Have you ever heard of the Romeo and Juliet law?
The Romeo and Juliet law is part of Arizona’s statutory rape laws. Statutory rape is a type of sex crime that involves a difference in age rather than force.
In this post, sex crimes attorney Belen Olmedo Guerra will answer all your questions about statutory rape, as well as how the Romeo and Juliet law might affect you or your children. We’ll also talk about possible legal defenses against statutory rape charges.
What is Statutory Rape in Arizona?
Many people believe that when we use the word “rape”, some kind of forcible assault has taken place. Many rape crimes do involve forcible assault, but not all.
Rape, at its definition, is when sexual activity occurs without informed consent from both parties. There are several protected groups that the law does not believe can give informed consent at all. One of these protected groups is minors.
In the eyes of Arizona law, a minor cannot consent to sexual activity. The term “statutory” implies that the crime is only a crime because of the age difference; had the two parties been over the age of 18, there would be no crime.
For instance, if a 23-year-old engages in sexual activity with a 16-year-old, that is illegal, regardless of if the 16-year-old consented to the sexual activity. This is because the law does not believe a 16-year-old can consent to sexual activity.
There is an exception when both parties are minors. This is the Romeo and Juliet Law. We’ll talk more about that below.
As such, the prosecutor does not need to prove that any kind of assault occurred in a statutory rape case.
That being said, rape, where there is force or assault, is still illegal in Arizona. The courts will prosecute these crimes under the state’s assault and battery laws, or the child molestation laws.
What are the Arizona Statutory Rape Laws?
Statutory rape falls under Arizona’s sexual abuse and molestation laws. Arizona divides the various charges into several categories, based on the difference in age between the two parties and the type of sexual activity that occurred.
Below is an overview of the charges defendants might incur.
Sexual Conduct with a Minor
Sexual conduct with a minor is a crime that involves sexual intercourse or oral sexual contact between two parties; one party must be younger than 18, and a defendant of any age.
It also includes intercourse or oral sexual contact between a minor who is 15, 16, or 17 and a defendant who is 19 or older (unless the defendant is still in high school), and who is at least two years older than the defendant.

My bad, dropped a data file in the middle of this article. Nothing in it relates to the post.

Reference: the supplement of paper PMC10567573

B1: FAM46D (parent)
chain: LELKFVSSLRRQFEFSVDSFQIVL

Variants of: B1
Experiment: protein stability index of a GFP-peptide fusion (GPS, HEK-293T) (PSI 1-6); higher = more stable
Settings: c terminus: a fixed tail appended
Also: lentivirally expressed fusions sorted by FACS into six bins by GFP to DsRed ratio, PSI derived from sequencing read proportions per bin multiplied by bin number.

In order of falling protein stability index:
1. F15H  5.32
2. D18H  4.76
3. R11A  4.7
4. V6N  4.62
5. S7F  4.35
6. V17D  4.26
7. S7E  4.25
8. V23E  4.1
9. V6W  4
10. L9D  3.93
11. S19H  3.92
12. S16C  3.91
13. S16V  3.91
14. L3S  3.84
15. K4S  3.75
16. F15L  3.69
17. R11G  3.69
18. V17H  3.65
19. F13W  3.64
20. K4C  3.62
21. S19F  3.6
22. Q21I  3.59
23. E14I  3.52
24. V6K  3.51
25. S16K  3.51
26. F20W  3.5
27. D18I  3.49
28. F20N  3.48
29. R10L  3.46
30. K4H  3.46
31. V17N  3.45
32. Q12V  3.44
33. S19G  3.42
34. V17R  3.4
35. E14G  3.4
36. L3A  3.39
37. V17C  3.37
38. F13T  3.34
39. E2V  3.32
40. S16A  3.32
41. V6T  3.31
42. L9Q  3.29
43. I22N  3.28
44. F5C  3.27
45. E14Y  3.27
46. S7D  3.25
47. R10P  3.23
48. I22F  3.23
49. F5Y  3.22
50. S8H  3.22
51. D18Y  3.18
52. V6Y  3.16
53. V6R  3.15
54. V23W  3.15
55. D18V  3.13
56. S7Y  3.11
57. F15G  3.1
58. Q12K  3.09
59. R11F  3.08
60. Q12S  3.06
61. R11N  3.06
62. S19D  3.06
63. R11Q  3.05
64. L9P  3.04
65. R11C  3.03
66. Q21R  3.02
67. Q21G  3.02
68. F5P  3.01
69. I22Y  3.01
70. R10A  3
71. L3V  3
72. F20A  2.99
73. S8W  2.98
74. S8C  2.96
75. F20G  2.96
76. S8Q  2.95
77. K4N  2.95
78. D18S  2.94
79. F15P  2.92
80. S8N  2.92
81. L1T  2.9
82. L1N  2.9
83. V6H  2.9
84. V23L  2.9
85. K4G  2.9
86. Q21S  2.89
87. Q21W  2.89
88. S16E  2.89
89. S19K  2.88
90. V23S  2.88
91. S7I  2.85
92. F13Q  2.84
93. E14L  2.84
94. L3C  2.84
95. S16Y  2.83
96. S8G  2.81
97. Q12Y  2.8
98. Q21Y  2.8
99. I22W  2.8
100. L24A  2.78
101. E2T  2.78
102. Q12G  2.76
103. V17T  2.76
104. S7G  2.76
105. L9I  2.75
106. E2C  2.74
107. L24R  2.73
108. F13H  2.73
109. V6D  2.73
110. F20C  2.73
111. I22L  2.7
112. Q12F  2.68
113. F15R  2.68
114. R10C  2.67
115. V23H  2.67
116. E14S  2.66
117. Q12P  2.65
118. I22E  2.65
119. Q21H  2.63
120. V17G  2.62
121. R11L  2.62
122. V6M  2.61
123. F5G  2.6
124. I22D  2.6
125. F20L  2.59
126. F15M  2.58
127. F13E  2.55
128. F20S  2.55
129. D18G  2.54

Molestation of a Child
Arizona defines molestation of a child as sexual contact without penetration between a minor who is 14 or younger and a defendant of any age.
Under Arizona law, sexual abuse is when there is consensual sexual contact between a minor 14 or younger and a defendant of any age. This sexual contact might only include the touching of a female’s breast.
What are the Penalties for Statutory Rape in Arizona?
Sexual conduct with a minor, molestation of a child, and sexual abuse are all felonies under Arizona law.
Penalties will vary and could include prison time, fines, or both. Typically, the younger the minor is, the harsher the punishment will be.
Increased penalties will apply to defendants with prior convictions. Increased penalties may also apply for defendants who were in a position of power: this includes clergymen, a teacher, or a coach.
A conviction for sexual conduct with a minor can result in a prison sentence ranging from 13 years to life, depending on the facts of the case.
What are some Legal Defenses to a Statutory Rape Charge?
The usual defenses are available to defendants facing statutory rape charges. You can claim that you did not commit the crime but someone else did, or that the crime didn’t take place at all.
Some of the following defenses may apply as well:
Arizona has an exemption for statutory rape that allows two married people to have consensual sex, regardless of their ages.
Let’s look at an example: minors cannot consent to sex. So, if a 15-year-old has sex with her 19-year-old boyfriend, the boyfriend is guilty of statutory rape. Arizona can and will prosecute him under its sexual assault laws.
But if the two are legally married and living in Arizona, no crime has taken place.
It is important to note that despite this law, it is still illegal to forcibly rape your spouse. If a man forcibly rapes his wife, he has no defense under the law, despite the fact that they were married.
The Romeo and Juliet Law
We’re back to Shakespeare. This exception exists to protect two teenagers engaging in consensual sex when they are close in age, as Romeo and Juliet were.
The Romeo and Juliet law allows consensual sex between two minors who are less than two years apart in age. It applies when these minors are at 15, 16, or 17 years old.
Therefore, if a 15-year-old engages in consensual sex with their 17-year-old partner, the Romeo and Juliet law protects them.
The Romeo and Juliet law also protects defendants who are older than 18 but are still in high school, as long as they are no more than two years older than their partner.
Mistake of Age
In many states, mistake of age is not a reasonable defense. In Arizona, it is sometimes viable.
If a minor is 15, 16, or 17, the defendant can argue that they believed the minor was not a minor. They may even argue that the minor represented themselves as older and that a reasonable person would believe them. This is a viable defense in Arizona court.
Contact the Belen Law Firm
Belen Olmedo Guerra is an experienced sex crimes attorney. At the Belen Law Firm, we understand that these types of crimes are emotionally fraught and can do harm to reputations. For this reason, we handle each and every case with discretion and integrity.